More App logs: _____________________________ 7/17/2012 1:50:42 PM Failed to retrieve information required for connecting the LUN. LUN Name = TEST01_LOGS Storage Path = /vol/LUNA04_SQLPPRD_02/ Protocol Type = HTTPS Storage System Name = LUNA04 Error code : The specified LUN '/vol/LUNA04_SQLPPRD_02/TEST01_LOGS' is already mapped to at least one initiator ''. Try disconnect the corresponding LUN using SnapDrive on the host it is connected to, or from storage system console use 'LUN unmap' command, or unmap the LUN using Storage System View. ______________________ 7/17/2012 9:35:04 AM Network Adapter Event. Portal information has been updated after receiving network adapter arrival/removal event. LUNA04> lun stats /vol/LUNA04_SQLPPRD_02/TEST01_LOGS /vol/LUNA04_SQLPPRD_02/TEST01_LOGS (158 days, 13 hours, 59 minutes, 8 seconds) Read (kbytes) Write (kbytes) Read Ops Write Ops 274986917 2325019007 2228476 46249778 LUNA04> LUNA04> lun stats /vol/LUNA04_SQLPPRD_02/TEST01_DATA /vol/LUNA04_SQLPPRD_02/TEST01_DATA (158 days, 13 hours, 59 minutes, 20 seconds) Read (kbytes) Write (kbytes) Read Ops Write Ops 4731869533 6060622399 130183024 71152885 whatever connects it to the server using Microsoft iscsi initiator or SDW seems to be at fault.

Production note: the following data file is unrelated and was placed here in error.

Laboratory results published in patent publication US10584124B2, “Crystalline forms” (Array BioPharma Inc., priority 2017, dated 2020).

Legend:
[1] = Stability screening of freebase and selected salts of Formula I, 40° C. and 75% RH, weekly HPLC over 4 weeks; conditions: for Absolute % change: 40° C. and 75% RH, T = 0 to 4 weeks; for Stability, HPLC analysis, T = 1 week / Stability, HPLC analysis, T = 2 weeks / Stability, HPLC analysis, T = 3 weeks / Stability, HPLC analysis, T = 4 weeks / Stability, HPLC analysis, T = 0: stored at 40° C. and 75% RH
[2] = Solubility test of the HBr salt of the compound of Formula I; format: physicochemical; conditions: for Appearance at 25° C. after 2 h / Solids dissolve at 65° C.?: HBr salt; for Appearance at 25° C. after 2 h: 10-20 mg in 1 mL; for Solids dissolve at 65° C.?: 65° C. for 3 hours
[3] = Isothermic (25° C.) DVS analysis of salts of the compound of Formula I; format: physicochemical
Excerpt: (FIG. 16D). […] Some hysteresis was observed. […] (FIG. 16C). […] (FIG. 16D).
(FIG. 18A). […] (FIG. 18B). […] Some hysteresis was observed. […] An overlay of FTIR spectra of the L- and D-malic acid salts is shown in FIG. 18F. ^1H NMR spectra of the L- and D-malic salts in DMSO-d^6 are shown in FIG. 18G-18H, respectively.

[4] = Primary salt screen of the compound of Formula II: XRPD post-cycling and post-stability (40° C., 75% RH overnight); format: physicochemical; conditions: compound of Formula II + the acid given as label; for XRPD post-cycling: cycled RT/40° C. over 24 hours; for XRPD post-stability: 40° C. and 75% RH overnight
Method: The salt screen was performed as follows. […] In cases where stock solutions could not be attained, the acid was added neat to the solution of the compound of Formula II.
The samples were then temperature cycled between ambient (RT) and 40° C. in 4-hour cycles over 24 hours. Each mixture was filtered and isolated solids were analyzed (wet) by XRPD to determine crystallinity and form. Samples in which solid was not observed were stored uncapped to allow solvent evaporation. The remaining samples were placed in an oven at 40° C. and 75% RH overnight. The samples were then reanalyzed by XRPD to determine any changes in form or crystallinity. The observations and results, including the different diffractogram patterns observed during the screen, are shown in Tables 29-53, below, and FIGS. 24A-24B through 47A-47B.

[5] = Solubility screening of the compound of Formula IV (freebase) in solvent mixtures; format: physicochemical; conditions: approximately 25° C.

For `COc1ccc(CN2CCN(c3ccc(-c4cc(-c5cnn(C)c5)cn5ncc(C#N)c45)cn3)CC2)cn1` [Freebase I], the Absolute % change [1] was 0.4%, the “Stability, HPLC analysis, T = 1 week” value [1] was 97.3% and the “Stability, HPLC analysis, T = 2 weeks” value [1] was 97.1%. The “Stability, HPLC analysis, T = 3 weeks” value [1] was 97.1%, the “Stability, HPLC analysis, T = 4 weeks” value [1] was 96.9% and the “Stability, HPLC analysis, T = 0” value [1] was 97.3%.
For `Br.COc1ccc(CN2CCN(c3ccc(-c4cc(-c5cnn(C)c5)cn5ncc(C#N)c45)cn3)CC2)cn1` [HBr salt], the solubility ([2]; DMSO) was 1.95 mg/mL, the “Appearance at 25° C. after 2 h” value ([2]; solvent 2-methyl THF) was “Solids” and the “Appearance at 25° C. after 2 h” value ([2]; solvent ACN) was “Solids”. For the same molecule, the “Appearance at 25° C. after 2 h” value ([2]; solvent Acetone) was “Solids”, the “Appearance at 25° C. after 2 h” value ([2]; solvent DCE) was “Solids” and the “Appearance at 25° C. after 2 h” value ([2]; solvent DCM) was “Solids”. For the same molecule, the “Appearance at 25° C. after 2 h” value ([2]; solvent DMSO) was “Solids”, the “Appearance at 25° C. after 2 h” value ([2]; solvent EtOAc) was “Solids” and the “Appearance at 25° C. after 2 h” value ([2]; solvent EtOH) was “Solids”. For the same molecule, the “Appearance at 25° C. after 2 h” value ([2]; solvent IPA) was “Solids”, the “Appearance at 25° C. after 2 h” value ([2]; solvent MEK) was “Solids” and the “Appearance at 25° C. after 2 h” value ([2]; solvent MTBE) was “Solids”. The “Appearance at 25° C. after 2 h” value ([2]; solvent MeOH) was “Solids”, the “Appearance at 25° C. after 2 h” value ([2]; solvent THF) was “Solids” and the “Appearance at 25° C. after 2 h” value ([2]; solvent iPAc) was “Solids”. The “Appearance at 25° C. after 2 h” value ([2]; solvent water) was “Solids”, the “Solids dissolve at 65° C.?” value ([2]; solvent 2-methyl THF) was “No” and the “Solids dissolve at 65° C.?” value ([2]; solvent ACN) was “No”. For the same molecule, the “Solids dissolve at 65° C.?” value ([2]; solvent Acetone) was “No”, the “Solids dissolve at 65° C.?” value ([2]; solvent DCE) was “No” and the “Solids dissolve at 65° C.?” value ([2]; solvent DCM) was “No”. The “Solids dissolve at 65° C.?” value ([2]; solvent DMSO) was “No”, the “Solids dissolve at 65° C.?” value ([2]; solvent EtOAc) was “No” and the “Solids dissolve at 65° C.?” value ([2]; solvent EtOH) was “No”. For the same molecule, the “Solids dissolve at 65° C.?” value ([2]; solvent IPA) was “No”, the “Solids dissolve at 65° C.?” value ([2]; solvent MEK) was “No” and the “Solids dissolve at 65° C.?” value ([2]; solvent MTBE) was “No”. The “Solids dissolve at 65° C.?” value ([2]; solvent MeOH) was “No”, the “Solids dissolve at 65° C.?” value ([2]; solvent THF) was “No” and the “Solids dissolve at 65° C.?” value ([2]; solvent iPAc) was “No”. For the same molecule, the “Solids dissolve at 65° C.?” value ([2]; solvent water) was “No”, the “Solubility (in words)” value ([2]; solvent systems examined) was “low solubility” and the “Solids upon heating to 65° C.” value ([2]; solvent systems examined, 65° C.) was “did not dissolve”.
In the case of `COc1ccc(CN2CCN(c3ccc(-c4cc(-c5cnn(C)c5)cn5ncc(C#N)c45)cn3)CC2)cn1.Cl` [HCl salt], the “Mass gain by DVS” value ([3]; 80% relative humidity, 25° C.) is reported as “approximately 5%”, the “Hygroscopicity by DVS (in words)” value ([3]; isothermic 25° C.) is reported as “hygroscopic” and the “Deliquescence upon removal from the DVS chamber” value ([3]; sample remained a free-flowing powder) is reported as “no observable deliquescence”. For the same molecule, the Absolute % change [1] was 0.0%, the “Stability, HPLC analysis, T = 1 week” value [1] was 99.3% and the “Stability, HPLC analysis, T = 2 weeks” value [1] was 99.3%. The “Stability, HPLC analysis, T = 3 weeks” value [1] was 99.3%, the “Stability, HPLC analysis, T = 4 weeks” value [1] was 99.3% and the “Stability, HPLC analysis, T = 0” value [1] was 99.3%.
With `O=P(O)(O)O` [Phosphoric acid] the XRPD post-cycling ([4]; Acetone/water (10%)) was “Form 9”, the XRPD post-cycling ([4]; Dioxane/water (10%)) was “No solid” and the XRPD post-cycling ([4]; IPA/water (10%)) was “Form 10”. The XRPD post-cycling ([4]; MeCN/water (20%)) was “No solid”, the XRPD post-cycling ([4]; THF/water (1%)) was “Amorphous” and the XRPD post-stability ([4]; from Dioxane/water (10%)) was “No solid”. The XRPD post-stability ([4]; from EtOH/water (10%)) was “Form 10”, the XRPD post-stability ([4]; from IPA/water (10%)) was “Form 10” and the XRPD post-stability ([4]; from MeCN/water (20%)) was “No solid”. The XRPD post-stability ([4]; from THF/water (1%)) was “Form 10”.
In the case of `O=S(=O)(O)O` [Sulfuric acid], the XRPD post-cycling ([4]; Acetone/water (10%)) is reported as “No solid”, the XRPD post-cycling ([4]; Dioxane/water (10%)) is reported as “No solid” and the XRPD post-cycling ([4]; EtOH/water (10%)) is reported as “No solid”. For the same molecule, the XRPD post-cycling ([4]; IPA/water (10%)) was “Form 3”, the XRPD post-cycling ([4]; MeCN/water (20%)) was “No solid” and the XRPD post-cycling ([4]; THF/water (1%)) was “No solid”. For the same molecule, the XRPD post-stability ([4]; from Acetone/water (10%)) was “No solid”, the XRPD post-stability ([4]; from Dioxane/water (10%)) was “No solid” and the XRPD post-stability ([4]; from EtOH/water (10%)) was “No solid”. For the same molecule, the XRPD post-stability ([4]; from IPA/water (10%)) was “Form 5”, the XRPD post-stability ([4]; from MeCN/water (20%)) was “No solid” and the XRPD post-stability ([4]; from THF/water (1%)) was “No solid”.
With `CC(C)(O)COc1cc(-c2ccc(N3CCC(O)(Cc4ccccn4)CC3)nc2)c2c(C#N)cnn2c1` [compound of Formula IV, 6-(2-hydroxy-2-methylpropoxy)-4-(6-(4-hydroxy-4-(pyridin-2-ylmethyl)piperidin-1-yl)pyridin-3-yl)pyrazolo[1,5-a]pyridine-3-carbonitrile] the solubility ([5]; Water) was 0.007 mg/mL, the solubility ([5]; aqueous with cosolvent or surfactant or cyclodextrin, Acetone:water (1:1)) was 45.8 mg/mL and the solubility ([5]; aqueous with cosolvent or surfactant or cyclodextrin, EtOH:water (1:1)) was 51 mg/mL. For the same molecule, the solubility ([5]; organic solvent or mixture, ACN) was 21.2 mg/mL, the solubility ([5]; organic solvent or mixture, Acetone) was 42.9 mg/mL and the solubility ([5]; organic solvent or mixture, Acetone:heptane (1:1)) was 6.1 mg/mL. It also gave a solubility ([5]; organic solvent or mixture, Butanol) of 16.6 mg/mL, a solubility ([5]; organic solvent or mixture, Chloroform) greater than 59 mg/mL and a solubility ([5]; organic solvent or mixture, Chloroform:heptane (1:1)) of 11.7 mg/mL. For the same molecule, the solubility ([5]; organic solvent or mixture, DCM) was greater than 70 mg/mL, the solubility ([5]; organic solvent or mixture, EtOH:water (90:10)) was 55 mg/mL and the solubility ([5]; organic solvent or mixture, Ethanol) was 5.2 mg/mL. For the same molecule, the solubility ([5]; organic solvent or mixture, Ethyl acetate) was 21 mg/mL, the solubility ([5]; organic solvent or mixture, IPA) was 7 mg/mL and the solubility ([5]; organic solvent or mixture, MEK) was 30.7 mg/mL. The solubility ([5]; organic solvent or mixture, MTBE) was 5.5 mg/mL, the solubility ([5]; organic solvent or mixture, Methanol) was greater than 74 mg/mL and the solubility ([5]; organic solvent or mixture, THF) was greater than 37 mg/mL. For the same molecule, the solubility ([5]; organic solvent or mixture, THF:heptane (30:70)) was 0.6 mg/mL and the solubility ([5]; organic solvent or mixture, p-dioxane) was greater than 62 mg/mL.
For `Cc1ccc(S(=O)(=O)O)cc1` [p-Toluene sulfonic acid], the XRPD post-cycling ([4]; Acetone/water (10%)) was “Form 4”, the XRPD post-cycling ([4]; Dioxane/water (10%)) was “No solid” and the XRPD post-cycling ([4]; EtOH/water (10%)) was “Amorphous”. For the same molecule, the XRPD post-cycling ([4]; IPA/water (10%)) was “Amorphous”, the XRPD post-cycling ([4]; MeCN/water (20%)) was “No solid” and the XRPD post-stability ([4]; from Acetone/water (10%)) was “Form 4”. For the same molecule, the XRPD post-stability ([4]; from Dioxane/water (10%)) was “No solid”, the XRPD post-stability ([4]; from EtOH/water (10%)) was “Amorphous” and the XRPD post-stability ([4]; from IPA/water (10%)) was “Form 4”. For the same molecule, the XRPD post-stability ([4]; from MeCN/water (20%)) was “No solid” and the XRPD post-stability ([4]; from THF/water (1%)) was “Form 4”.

• AbstractPresent day servers must support a variety of legacy I/O devices andprotocols that are rarely used in the day to day server operation, ata significant cost in board layout complexity, reliability, powerconsumption, heat dissipation, and ease of management. We present adesign of an IP Only Server, which has a single, unified I/O interface: IPnetwork. All of the server's I/O is emulated and redirected overIP/Ethernet to a remote management station, except for the hard diskswhich are accessed via iSCSI. The emulation is done in hardware,and is available from power-on to shutdown, including the pre-OS andpost-OS (crash) stages, unlike alternative solutions such as VNC thatcan only function when the OS is operational. The server's softwarestack -- the BIOS, the OS, and applications -- will run without anymodifications.We have developed a prototype IP Only Server, based on a COTS FPGA running ourembedded I/O emulation firmware. The remote station is a commodity PCrunning a VNC client for video, keyboard and mouse. Initialperformance evaluations with unmodified BIOS and Windows and Linuxoperating systems indicate negligible network overhead and acceptableuser experience. This prototype is the first attempt to create adiskless and headless x86 server that runs unmodified industrystandard software (BIOS, OS, and applications).1 IntroductionPresent day server systems support the same set of I/O devices,controllers, and protocols as desktop computers, including keyboard,mouse, video, IDE and/or SCSI hard disks, floppy, CD-ROM, USB, serialand parallel ports, and quite a few others. Most of these devices arenot utilized during the normal server operation. The data disks arefrequently remote, and both Fibre Channel and iSCSI now supportbooting off remote disk devices, so directly attached hard disks arenot necessary for operating system (OS) boot either. Removable mediadevices, such as floppies and CD-ROMs, are only used for installationof OS and applications, and that can also be avoided with modernremote storage management systems.Moreover, there are no users who work directly on the server, usingkeyboard, mouse, and display -- normal administrative tasks areusually performed over remote connections, at least while the serveris operational. Remote management is done via protocols such as SecureShell (SSH) and X for Linux/UNIX systems, Microsoft's Windows TerminalServices, and cross-platform protocols such as the Remote Framebuffer(RFB, see [6]), used by the popular Virtual Network Computing(VNC) remote display scheme. However, local console accessis still required for some operations, including low-level BIOSconfiguration (pre-OS environment) and dealing with failures, such asthe Windows ``blue screen of death'' and Linux kernel panics (post-OSenvironments). Local console is usually provided either via theregular KVM (keyboard-video-mouse) interface or a serial lineconnection.The legacy protocols and the associated hardware have non-negligiblecosts. The board must contain and support the multitude of controllersand the associated auxiliary electrical components each of themrequires. This occupies a significant portion of the board real estatethat could otherwise contain, say, an additional CPU or memory. Themultitude and complexity of the legacy components also reduce the meantime between failures (MTBF).We propose that future servers will only need CPUs, memory, anorthbridge, and network interface cards (NICs). All the legacy I/O that is done today, e.g., over PCI, will be done over a single,universal I/O link -- the ubiquitous IP network. All communicationwith storage devices, including boot, will be done over iSCSI,console access will also be performed over the network. Protocols suchas USB can also be emulated over IP [5], providing a varietyof remote peripherals such as CD-ROM, printers, or floppy if they areneeded.Figure 1:Components of an IBM HS20 blade server.To illustrate this point, Figure 1 identifies the variouscomponents of an x86 server (an IBM HS20 blade server chosen for itsunobstructed layout). The CPUs, the DRAM, the northbridge, the BIOSflash, and the network hardware are necessary, while the southbridge,the SCSI and IDE controllers, the graphics adapter, and the integratedlegacy I/O chip (implementing the keyboard and mouse controllers,various timers, etc.) can be removed and their functionality can beemulated over the network.This ``remoting'' of I/O can be achieved without any modifications atall to the applications, the OS, or the BIOS of the server if theprotocol emulation is done in hardware. Substituting a singlehardware component for all the legacy controllers, capturing all thebus transactions involving the legacy devices, remoting thetransactions over the IP network, and performing the actual I/O atremote systems will be completely transparent to the BIOS and the OS,and thus to the applications.While many software based alternatives exist for remoting I/O when theOS is up and running (see Section 2), doingthe protocol emulation in hardware is essential for supporting thepre-OS (e.g., BIOS or bootloader) and post-OS environments.We developed a research prototype of such an ``IP Only Server'' that uses IPfor all of its I/O needs. We designed and implemented a legacy I/O emulator based on a COTS FPGA. The FPGA, connected to the host viathe PCI bus, serves as the local keyboard, mouse, and VGA controller.All keyboard, mouse, and VGA traffic reaches the FPGA and is sent to aremote station over IP. The user is able to perform all themanagement operations -- throughout the lifetime of the server, i.e.,during boot, BIOS, OS initialization, normal operation, and post-OSstages -- from the remote station. No changes were needed for thesoftware running on the host. In particular, neither the BIOS nor theOS were modified.The performance of the prototype is acceptable for the usualserver management tasks. The only significant network load may comefrom the remote iSCSI storage, the network utilization due to remotemanagement is small, and the user experience is acceptable.2 Related WorkThe concept of allowing the user to interact with a remote computerover a network had a long history. Today there exists a wide varietyof thin clients, e.g., SSH/X11, VNC, SunRay, Citrix Metaframe, andWindows Terminal Server. Our approach differs from all these solutionsin two major ways: we allow remoting of legacy I/O over the network a)without any host software modifications, and b) from the moment thecomputer has powered on until it has powered off, including when nooperating system is present (BIOS stage as well as OS crash).The Super Dense Server research prototype [7] presented serverswith no legacy I/O support. It used Console Over Ethernet, which is OSdependent, supported text mode only, ran Linux, and usedLinuxBIOS [4] rather than a conventional BIOS. Incontrast, the IP Only Server runs unmodified OSes and BIOSes and supportsgraphical VGA modes as well as text based modes. Attempting sweepingchanges in the BIOS (e.g., switching to LinuxBIOS) while requiring tosupport a wide variety of boards and many different software stackswould adversely affect reliability, availability, serviceability, andsystem testing.``USB over IP'' [5] is used as a peripheral bus extensionover an IP network. USB/IP requires a special OS-specific driver andthus is only available when the OS is operational, while the IP Only Server does not require OS modifications -- it listens on the PCI bus fortransactions using a hardware component.Baratto et al. presented THINC [3], a remote displayarchitecture that intercepts application display commands at the OS'sdevice driver interface. This approach looks promising for remotingthe display while the OS is running, but does not handle either pre-OSor exception (post-OS) conditions. THINC could be used together withmodifications to the system's BIOS to build a pure softwareIP Only Server. However, by using specialized hardware the system can beremoted at all times.IBM's JS20 PowerPC-based blades do not contain any video/mouse/keyboardcomponents. Instead Serial-over-LAN (tunneling text-only serial consolemessages over UDP datagrams) is used. KVM over IP products (e.g., CycladesAlterPath KVM/net) provide an easy way to remote all operatingenvironments. However, such products carry a non-negligible price tag, andservers using KVM over IP still require a full complement of hardwarecomponents.3 DesignThe IP Only Server was designed with several guidelines in mind.The server must run unmodified software, including OS and BIOS.